The Helpful Occupant
The year is 1943. The German major Welser arrives in a coastal town in Northern Norway to supervise the building of the Atlantic Wall. Welser wants a good relationship with the locals and has brought along his red Baedeker travel guide, along with guidelines for contact with the Norwegians. He encounters skepticism and silence, but…
The year is 1943. The German major Welser arrives in a coastal town in Northern Norway to supervise the building of the Atlantic Wall. Welser wants a good relationship with the locals and has brought along his red Baedeker travel guide, along with guidelines for contact with the Norwegians. He encounters skepticism and silence, but gradually people also start coming to him with their problems.
The Norwegian winter is cold, and there are rumours of German defeats. Welser clings to the belief in victory, at the same time as his eyes are opened to something new and revitalising: a young and independent boy, Terje, with blonde, unruly hair and a explosive temper. He is the most beautiful creature Welser has ever seen.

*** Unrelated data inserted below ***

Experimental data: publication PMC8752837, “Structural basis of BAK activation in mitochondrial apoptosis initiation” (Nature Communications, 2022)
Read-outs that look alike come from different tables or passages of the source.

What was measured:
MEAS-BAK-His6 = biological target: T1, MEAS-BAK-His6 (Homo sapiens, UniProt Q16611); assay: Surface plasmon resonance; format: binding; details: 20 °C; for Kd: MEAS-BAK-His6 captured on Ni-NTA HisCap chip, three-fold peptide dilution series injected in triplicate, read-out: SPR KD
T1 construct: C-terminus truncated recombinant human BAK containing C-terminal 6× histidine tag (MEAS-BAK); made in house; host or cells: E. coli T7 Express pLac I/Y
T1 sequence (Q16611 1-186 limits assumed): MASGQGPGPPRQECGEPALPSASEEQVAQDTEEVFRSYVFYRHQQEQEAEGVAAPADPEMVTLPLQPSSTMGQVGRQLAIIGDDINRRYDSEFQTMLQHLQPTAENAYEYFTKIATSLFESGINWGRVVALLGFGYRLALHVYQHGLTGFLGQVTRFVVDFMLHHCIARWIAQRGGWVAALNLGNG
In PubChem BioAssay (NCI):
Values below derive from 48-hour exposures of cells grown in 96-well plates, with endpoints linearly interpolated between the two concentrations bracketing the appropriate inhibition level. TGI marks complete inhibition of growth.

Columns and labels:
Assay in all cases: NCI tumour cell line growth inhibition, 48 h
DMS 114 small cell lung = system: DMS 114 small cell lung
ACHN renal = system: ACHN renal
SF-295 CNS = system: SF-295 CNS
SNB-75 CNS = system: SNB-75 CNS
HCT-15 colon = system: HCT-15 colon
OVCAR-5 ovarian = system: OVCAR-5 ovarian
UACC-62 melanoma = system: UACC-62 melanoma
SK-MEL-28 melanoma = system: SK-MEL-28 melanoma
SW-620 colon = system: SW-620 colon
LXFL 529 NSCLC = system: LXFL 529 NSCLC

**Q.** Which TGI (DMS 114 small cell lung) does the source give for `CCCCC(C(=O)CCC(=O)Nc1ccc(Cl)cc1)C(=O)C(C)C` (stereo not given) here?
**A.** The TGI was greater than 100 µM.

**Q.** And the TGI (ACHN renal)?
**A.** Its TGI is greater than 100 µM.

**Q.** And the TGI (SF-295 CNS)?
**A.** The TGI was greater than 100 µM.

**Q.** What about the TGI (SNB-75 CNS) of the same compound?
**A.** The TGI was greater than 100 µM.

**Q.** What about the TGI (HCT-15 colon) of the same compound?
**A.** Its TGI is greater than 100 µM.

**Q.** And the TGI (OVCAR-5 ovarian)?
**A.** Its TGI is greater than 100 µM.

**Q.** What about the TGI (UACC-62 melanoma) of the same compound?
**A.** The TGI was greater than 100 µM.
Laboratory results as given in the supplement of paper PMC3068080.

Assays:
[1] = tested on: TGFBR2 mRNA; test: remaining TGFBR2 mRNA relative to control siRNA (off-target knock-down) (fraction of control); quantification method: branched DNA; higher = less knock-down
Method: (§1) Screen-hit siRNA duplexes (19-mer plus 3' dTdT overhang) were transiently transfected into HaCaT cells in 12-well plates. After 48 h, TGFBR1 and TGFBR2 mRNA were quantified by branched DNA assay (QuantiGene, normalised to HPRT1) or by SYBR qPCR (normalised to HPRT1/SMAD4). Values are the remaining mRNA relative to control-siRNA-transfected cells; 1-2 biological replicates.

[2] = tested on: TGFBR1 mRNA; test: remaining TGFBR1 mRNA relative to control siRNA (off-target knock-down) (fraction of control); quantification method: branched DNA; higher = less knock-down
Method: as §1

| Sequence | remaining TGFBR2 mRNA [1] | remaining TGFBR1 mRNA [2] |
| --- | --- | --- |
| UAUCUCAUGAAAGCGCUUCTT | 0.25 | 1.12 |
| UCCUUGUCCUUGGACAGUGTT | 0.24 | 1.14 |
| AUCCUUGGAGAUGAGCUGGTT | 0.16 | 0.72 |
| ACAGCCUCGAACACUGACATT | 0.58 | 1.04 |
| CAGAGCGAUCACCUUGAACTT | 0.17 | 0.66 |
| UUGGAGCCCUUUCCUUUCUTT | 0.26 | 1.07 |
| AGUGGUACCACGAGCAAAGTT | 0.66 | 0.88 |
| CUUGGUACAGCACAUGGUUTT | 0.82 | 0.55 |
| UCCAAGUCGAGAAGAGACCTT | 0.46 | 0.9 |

The Helpful Occupant offers a powerful, original depiction of the final phase of WW2, seen from the perspective of the occupant. The everyday life of war in the tiny Norwegian town is like a pressure cooker, where brutality and tragedy can suddenly erupt.
Praise for The Helpful Occupant:
“Ericsson is a skilled, sometimes burlesque portrayer of everyday life … the novel offers interesting associations to many great international novels: Curzio Malaparte … W.G. Sebald … Thomas Mann”
“an interesting exploration of the relationship between an occupying power and an occupied people, seen from the perspective of the former”
“Acerbic and uncanny about an occupying power … The narrator keeps distance, but sometimes steps forward with elegant and brave opinions … The novel has a good and interesting take on the unfathomable abyss between occupant and occupied”
5/6 stars, Trønder-avisa
“An insightful depiction of war … makes me think about Curzio Malaparte, and his incomprehensibly brutal descriptions from WW2 in Ukraine … On literary terms, Kjersti Ericsson is a craftswoman on a high level. Her depictions of the coastal community are good, and here and there she spices up both small and big events with flashes of humour – often with a sting … a good book which says a lot about everyday life during the war in a peripheral community”
5/6 stars, Fædrelandsvennen